Advances in technology alway pose new challenges for Jewish law. Case in point: The ability to implant eggs from one woman into the uterus of another. The ability presents a knotty question: Which woman is the Jewish mother? This is hardly a purely academic question: Jewishness is determined, in the eyes of Orthodox and Conservative Jews anyway, by the identify of the mother.
This question is the subject of a post this week in the New York Times by Caren Chelser, a 42 year-old woman who could not have children. She chose the route of in-vitro fertilization, only to find out that according to some Orthodox rabbis, the child might not be Jewish because the egg came from a non-Jewish mother.
Of course, like most controversial issues in Jewish law, the opinions are wide-ranging. According to Chesler, Jewish authorities once generally agreed that the birth mother — not the genetic mother — is the mother in the eyes of Jewish law. But this view is apparently shifting.
“If the egg is from a non-Jew, then the DNA is from the other person,” said Rabbi Shaul Rosen, who founded A TIME, a support network for infertile Jewish couples. “In order for that child to be Jewish, it would have to go through a conversion ceremony like any other non-Jew.”
After hearing that, I was in tears. It’s not a question of whether authorities like Rabbi Rosen find egg donation acceptable. It’s that they don’t think I’m the mother of my own child.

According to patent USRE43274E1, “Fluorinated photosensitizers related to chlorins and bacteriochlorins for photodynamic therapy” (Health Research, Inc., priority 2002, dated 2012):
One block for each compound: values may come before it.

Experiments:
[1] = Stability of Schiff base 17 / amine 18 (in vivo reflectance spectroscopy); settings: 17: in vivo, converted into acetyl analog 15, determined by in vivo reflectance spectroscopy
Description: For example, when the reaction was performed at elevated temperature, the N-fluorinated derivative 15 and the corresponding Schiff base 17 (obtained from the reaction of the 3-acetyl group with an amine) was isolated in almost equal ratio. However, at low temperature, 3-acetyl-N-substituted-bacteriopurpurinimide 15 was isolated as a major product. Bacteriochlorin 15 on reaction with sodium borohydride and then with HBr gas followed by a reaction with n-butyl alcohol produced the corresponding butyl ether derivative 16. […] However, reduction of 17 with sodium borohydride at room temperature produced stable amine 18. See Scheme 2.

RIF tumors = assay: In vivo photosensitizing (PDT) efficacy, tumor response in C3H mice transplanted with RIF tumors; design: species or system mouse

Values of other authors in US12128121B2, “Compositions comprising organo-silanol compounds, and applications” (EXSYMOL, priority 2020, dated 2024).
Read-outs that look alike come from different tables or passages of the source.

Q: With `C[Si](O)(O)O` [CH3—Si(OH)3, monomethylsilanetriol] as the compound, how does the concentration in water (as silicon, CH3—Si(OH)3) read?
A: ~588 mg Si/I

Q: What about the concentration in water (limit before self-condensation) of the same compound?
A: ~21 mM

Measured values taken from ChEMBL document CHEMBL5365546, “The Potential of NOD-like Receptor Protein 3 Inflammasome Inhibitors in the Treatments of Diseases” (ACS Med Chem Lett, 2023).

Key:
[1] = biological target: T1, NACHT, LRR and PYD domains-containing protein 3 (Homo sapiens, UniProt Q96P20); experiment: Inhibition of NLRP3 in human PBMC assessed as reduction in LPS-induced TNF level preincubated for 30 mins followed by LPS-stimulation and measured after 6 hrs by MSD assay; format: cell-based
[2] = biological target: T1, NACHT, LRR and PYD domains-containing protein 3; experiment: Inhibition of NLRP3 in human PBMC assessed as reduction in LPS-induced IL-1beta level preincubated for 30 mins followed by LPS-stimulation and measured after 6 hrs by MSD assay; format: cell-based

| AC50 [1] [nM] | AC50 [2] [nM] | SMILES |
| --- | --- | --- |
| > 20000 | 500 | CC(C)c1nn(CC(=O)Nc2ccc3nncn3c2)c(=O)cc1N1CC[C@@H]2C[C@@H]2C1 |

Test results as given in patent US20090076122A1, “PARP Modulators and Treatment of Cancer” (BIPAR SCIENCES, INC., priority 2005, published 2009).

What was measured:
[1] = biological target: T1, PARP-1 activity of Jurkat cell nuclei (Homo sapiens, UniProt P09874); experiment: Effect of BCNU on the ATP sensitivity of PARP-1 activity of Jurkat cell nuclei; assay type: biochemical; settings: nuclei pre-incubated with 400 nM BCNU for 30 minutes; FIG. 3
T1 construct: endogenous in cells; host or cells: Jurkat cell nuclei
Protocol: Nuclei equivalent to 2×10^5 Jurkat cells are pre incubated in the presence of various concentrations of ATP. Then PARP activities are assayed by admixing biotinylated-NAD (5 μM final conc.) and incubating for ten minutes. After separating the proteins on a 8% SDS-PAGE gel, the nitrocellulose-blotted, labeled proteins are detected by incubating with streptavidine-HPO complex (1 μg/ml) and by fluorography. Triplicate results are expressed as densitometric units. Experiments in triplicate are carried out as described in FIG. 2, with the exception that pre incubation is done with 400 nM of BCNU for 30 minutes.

“In the last year or two, there are some in the Orthodox world in Israel who have begun to take the issue in another direction,” said Rabbi Elliot Dorff, a former chairman of the law and standards committee of the Rabbinical Assembly, which governs Conservative Judaism. Jewish authorities are finding evidence in the Scriptures to support both arguments: that the egg donor is the mother and that the birth mother is the mother.
So Rabbi Kenneth Brander, the dean of the Center for the Jewish Future at Yeshiva University in New York, has suggested a pragmatic solution for children of in vitro fertilization: If any of the participants in the equation are not Jewish, the child should go through a conversion ceremony anyway. For infants, that requires immersion in a mikvah, a religious bath, and boys must be circumcised.
“I don’t think there’s final closure on the opinions yet, and I think it’s important for one to be cautious,” Rabbi Brander said. “I would hate to give someone advice that left them outside the pale of everyone’s definition of who’s a Jew.”
Writing in Tablet, Sara Ivry finds this whole discussion debasing.
My child had a bris to bind him to a tradition—a faith community—of which I am a solid part. To have him undergo that sacred rite was my decision and desire for him because it tied him to a community that has nourished me and provided me with a spiritual background and richness that made me, in part, who I am. I am counting on it to do the same for him as he grows up. To suggest that my child is not sufficiently Jewish because the source of half of his genetic material is not, is to privilege who’s in and who’s out over who embraces family alongside a sense of faith.
As with many controversial issues, the parties are mostly talking around each other. Ivry’s argument appears less about the religious legal qualifications for Jewishness than the spiritual and communal ones. The arguments boil down to one essential question — What role should genetics play in establishing Jewishness? Is the point that her child’s bris and upbringing are what make him Jewish, or the fact that he was carried to term by a Jewish mother? If it’s the former, then it would seem that even an adopted child of non-Jewish biological parentage wouldn’t require conversion. But if it’s the latter, than Ivry is conceding, at least implicitly, that biology is of at least some importance.
Unless, of course, it’s both.